Apart from the basic practices like walking, or writing, a few more to consider:
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Routines, as we now learn, are fragile, but our practices, like doing some exercise or meditation, eating vegetarian or plant-based food, journaling, live on due to their being flexible and tailored for the individual.
The pandemic has shown us that most of our routines, like sending our kids to school, going to the gym, or rushing to office in the morning, can be easily disrupted or even exhumed.
Most of us have a different set of routines that seems to work for us. However, the fundamental practices like exercising, writing, reading, walking and having some moments of reflection are almost universal in nature.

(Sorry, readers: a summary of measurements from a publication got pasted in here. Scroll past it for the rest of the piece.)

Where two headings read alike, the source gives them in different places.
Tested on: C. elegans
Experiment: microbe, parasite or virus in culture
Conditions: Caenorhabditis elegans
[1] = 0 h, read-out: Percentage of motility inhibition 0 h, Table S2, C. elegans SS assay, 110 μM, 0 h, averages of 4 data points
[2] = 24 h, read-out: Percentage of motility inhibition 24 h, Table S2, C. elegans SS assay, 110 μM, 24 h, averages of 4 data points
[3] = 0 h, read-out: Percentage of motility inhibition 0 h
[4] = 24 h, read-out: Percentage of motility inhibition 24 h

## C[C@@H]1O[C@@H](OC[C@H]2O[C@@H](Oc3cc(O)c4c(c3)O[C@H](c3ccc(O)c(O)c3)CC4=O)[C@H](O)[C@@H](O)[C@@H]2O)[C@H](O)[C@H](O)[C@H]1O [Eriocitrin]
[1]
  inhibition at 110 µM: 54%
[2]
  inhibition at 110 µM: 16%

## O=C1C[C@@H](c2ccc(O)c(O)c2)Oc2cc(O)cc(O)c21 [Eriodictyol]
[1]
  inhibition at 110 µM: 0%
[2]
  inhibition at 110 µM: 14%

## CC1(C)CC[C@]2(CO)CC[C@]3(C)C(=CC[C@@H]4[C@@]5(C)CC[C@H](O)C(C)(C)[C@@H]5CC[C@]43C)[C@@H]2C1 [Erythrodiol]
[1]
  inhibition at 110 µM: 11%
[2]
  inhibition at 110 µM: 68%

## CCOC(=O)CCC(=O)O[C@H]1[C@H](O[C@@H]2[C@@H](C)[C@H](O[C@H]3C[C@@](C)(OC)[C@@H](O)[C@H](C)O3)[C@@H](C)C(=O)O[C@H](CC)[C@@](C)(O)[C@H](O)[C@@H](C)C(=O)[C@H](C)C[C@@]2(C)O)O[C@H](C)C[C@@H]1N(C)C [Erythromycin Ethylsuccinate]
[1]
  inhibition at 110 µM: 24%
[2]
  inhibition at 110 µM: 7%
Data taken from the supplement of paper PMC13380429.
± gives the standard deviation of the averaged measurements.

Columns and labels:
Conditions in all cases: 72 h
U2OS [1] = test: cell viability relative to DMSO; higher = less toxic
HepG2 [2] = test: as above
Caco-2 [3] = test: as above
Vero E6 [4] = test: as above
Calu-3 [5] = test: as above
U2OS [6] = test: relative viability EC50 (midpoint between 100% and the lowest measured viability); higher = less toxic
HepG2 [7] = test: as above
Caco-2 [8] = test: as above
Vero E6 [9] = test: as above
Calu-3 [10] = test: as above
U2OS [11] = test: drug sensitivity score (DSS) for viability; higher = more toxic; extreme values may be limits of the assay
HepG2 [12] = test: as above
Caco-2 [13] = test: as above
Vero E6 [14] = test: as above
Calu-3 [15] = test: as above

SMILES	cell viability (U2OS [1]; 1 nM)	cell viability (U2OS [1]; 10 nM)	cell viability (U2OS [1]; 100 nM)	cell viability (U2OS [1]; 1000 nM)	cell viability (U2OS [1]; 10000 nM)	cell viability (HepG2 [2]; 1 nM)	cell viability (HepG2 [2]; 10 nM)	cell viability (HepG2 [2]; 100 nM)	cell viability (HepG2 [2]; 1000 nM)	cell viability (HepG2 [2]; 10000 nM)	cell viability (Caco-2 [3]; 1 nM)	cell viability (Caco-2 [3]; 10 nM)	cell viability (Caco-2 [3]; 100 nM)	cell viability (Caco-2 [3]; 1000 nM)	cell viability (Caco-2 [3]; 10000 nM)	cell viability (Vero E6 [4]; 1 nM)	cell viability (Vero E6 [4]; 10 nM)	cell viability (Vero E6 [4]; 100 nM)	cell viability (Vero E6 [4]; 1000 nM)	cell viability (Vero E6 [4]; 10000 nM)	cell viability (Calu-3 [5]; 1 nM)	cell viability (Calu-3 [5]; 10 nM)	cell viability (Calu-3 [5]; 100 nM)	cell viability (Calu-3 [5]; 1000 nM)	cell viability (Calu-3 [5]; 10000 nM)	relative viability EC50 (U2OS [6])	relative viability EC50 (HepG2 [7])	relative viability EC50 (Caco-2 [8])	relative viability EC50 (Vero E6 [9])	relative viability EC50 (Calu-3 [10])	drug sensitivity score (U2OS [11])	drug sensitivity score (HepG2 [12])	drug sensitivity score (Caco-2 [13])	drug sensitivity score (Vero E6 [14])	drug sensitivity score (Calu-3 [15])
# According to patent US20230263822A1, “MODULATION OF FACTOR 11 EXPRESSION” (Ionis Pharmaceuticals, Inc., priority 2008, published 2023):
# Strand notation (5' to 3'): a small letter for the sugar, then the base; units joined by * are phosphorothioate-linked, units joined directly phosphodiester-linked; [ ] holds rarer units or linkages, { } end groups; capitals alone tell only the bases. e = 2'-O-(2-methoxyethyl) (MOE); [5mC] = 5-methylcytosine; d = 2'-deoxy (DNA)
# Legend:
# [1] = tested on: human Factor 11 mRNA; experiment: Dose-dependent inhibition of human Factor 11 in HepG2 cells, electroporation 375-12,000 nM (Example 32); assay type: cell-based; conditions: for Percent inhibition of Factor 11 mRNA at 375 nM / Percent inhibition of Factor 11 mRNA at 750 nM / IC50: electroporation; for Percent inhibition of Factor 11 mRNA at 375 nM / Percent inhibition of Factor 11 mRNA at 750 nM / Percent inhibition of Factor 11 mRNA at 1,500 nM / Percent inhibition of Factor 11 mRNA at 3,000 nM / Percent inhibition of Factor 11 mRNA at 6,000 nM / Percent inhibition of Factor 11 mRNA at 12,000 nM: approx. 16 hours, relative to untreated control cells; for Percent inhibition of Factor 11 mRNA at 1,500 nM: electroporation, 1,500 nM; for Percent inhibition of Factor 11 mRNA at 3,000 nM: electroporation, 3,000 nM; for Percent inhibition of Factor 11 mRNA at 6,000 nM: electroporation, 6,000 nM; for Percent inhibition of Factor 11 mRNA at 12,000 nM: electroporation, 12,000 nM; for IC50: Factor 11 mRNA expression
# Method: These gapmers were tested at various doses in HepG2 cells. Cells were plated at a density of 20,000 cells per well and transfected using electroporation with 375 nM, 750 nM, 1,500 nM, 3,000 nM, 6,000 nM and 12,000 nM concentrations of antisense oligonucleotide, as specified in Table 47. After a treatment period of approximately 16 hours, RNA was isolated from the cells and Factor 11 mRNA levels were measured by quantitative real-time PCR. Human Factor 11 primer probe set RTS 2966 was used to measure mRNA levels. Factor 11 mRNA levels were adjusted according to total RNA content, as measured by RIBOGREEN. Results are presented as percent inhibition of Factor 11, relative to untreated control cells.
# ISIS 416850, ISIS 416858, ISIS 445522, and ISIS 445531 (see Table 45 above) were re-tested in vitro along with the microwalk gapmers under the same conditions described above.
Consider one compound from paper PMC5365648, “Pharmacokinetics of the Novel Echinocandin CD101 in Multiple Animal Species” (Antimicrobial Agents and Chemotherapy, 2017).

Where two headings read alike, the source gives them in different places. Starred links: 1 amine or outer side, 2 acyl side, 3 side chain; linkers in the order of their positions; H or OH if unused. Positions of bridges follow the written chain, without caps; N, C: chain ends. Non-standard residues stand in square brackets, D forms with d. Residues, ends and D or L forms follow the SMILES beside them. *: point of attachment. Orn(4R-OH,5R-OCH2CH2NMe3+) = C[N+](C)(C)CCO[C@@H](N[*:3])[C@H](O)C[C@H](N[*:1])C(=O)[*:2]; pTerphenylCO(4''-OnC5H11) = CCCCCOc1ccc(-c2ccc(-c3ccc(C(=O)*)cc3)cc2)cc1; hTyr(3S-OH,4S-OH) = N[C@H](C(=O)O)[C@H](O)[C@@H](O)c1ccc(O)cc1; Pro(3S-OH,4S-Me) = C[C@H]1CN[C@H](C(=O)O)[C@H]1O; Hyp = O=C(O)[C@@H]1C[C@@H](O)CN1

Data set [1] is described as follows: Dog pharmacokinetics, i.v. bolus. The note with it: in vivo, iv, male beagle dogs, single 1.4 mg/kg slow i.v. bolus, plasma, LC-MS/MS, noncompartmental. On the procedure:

These practices transcend every routine and become lifelong pursuits.
Most of us are facing an upheaval in our professional fronts, and have drastic changes in our routines. The order may change, but the basic practices should remain the same.
Work may be erratic, and there may be good and bad days, but one has to hold on to the basic practices.
A few things to keep in mind when starting work in a new field:
A patron once offered Epicurus whatever he wanted. Epicurus could have requested riches but asked for a small pot of cheese. Epicurus knew that simple pleasures, enjoyed in moderation, were most enjoyable.
A pleasant life is as inseparable from moderation as it is from other virtues such as prudence, honour, and justice.
81. Don’t just read books, re-read books.
82. Make haste, slowly.
83. Don’t talk about projects until you’re finished.
84. Go into the wilderness.
85. Try to see opportunities where others see obstacles.
86. Inner scorecard vs. outer scorecard.
87. Have unrelated hobbies.
88. You don’t solve problems by running away. Travel will not make you happy.
89. Seek out challenges.
90. “Whenever you are offended, understand that you are complicit in taking offense.” — Epictetus